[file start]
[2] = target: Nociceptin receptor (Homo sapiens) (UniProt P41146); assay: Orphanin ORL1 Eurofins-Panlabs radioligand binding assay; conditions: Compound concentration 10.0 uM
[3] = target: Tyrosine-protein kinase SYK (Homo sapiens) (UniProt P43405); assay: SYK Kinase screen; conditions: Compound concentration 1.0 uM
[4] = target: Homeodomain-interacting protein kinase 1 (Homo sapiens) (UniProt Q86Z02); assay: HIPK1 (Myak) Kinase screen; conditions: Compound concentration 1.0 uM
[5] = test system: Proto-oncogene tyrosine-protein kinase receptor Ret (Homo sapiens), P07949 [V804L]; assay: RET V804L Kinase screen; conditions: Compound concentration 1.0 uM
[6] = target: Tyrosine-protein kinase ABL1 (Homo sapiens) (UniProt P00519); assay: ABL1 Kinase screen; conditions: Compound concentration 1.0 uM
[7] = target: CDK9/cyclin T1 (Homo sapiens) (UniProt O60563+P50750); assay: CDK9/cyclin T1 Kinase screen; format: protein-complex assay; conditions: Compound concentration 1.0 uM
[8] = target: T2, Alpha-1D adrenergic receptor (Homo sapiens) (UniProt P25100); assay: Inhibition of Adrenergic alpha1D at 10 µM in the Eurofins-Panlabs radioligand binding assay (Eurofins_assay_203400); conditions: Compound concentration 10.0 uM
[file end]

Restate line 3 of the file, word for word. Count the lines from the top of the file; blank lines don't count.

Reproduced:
[4] = target: Homeodomain-interacting protein kinase 1 (Homo sapiens) (UniProt Q86Z02); assay: HIPK1 (Myak) Kinase screen; conditions: Compound concentration 1.0 uM